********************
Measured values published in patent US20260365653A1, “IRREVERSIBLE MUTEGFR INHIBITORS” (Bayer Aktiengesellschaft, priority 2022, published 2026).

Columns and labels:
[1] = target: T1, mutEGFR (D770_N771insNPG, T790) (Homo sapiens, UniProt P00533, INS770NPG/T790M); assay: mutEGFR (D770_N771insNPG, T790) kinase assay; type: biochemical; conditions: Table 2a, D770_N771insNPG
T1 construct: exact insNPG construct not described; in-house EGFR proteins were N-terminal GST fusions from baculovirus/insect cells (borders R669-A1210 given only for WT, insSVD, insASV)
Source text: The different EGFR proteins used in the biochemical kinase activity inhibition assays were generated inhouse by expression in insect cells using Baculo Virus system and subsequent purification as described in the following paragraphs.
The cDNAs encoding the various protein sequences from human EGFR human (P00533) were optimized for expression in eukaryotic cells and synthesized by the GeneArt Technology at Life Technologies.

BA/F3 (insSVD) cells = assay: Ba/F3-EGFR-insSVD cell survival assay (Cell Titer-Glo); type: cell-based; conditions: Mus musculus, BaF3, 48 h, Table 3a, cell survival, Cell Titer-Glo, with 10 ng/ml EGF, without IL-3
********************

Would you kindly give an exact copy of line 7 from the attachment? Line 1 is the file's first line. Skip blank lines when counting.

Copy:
BA/F3 (insSVD) cells = assay: Ba/F3-EGFR-insSVD cell survival assay (Cell Titer-Glo); type: cell-based; conditions: Mus musculus, BaF3, 48 h, Table 3a, cell survival, Cell Titer-Glo, with 10 ng/ml EGF, without IL-3